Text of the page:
As one might expect, Adam is a strong proponent of the Lilly Center's Summer Internship Program. "This wonderful experience allowed me to gain knowledge in my area of vocation, my studies as a Religion and Philosophy major, and my faith. I would recommend the program to any student seeking a greater understanding of his or her vocation. Interning exemplifies the interconnectedness of theory and application, forcing us as students to reevaluate our educational and life experiences," he said.
Lizzle Davis (a junior from East Bend majoring in English with minors in Creative Writing and Elementary Education) served as a summer intern with the Center for Faith and the Arts, whose mission is to strengthen the relationship between the arts and one's spiritual life. She stated that her summer internship provided "a great opportunity to fully immerse myself in the work experience, exploring a prospective vocation to see if it's a good match for my passions, skills, and what I feel is important and vital."
Sarah Hall, Executive Director of the Center for the Arts, stated, "Lizzle has been ideal intern for the Center for Faith and the Arts. Our summer plays and art galleries were successful, largely due to her efforts. She was also instrumental in an extensive reorganization of our organization's library. Quite frankly, we couldn't have completed any of these projects without her. She was extremely conscientious in carrying out every single assignment, and her commitment to excellence was obvious. Every organization should be blessed with an intern like Lizzle!"
Lizzle reports that "the most of the rewarding moments of my summer internship were made possible by encountering and overcoming challenges, particularly those related to our two summer plays." She explained, "The theatre profession was a whole new language for me, and it was difficult at times to find my bearings. There were moments in which I had to use intuition and attentiveness to be able to keep up. I learned to be willing and ready to ask questions, to listen and absorb advice, and to not be afraid to admit when you don't grasp something fully. The cast, crew, producers and directors of both plays had the utmost patience with my lack of theatrical experience, and by the end of the summer, I had gained a good sense of the business of theatre."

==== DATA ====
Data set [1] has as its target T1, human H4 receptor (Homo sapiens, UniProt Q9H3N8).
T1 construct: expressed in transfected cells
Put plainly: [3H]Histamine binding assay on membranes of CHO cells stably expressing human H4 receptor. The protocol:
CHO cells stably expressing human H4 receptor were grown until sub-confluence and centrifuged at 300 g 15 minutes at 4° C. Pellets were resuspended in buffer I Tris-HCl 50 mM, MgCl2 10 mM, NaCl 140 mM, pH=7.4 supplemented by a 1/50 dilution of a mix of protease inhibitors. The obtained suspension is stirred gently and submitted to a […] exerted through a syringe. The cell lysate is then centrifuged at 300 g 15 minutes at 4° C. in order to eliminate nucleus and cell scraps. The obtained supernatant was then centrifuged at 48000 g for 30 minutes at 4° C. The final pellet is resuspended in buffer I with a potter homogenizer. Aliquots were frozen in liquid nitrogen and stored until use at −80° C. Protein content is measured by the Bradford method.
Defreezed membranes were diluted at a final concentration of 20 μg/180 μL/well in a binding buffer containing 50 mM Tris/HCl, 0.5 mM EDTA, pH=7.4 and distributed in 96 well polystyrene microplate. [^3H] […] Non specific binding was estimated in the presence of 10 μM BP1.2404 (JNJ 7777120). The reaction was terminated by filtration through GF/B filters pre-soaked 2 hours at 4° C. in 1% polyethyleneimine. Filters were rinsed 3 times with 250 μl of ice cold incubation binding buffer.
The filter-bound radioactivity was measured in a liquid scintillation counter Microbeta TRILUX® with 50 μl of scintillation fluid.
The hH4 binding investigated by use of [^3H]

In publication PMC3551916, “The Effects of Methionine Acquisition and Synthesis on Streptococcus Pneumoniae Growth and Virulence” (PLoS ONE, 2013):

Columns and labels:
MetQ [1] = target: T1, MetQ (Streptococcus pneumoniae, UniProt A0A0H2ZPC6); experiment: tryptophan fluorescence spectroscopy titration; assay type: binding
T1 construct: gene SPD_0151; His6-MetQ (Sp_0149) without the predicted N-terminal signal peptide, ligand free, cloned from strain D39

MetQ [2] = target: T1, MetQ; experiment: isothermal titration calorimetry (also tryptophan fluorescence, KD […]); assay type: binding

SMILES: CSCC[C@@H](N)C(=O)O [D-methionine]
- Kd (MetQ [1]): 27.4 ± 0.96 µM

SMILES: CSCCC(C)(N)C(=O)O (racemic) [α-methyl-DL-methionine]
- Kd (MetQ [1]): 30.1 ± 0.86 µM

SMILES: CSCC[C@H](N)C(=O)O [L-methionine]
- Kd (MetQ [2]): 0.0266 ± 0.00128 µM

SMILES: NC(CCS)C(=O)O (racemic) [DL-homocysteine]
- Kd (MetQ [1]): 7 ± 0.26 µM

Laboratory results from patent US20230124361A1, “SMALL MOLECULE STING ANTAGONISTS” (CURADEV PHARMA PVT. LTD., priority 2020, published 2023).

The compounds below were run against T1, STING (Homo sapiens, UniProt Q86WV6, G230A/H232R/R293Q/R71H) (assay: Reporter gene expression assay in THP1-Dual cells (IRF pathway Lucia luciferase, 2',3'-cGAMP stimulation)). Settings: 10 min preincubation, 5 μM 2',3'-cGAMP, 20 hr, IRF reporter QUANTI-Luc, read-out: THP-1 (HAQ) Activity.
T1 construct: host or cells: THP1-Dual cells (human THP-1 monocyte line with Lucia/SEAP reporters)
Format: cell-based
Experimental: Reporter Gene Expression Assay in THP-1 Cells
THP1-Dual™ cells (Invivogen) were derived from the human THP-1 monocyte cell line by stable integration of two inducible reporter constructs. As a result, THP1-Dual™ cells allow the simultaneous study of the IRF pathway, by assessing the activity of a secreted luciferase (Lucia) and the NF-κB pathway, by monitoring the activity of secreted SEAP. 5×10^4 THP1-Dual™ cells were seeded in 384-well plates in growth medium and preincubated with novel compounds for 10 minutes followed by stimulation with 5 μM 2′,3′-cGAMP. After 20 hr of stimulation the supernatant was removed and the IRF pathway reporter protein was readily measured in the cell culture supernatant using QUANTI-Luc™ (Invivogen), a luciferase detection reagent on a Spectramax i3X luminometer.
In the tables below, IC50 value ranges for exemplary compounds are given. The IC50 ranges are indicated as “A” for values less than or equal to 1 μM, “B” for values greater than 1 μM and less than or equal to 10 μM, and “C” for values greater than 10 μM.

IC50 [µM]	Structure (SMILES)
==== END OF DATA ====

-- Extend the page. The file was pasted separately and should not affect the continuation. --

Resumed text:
Steven Jordan (a senior from Salisbury majoring in Business Administration) reports that, when he heard about the Lilly Center's Summer Internship Program, he "immediately jumped at the chance to apply." Steven was selected as the summer intern for the YMCA of Rowan County's Corporate Office. "The YMCA Corporate office was the most directly business-oriented internship of the bunch, and seemed like it would best fulfill my interest of getting my feet wet in a business environment," said Steven.
During his internship, Steven's formal job description was primarily focused on three different areas: accounts payable (preparing/entering invoices into the system), personnel/benefits (new hire documentation), and records retention (sorting/indexing/storing financial records). While he did get significant experience in all three of those areas, the bulk of his duties were related to the management of the YMCA's newly created Summer Backpack Program. Steven was instrumental in this program's growth as partnerships were developed with Rowan Helping Ministries and Main Street Mission.
Laurie Ward, Human Resources/Development Director at the YMCA stated, "Steven was quickly immersed in the chaos of our brand new Summer Backpack program, which provided food for needy children in our community. He faced multiple challenges head-on as this program grew beyond our original projections to meet the ever-growing needs or our community. Had Steven not been with us this summer, there would not have been enough hours in the day to complete the necessary tasks. Amidst all of this chaos, Steven took initiative and developed confidence."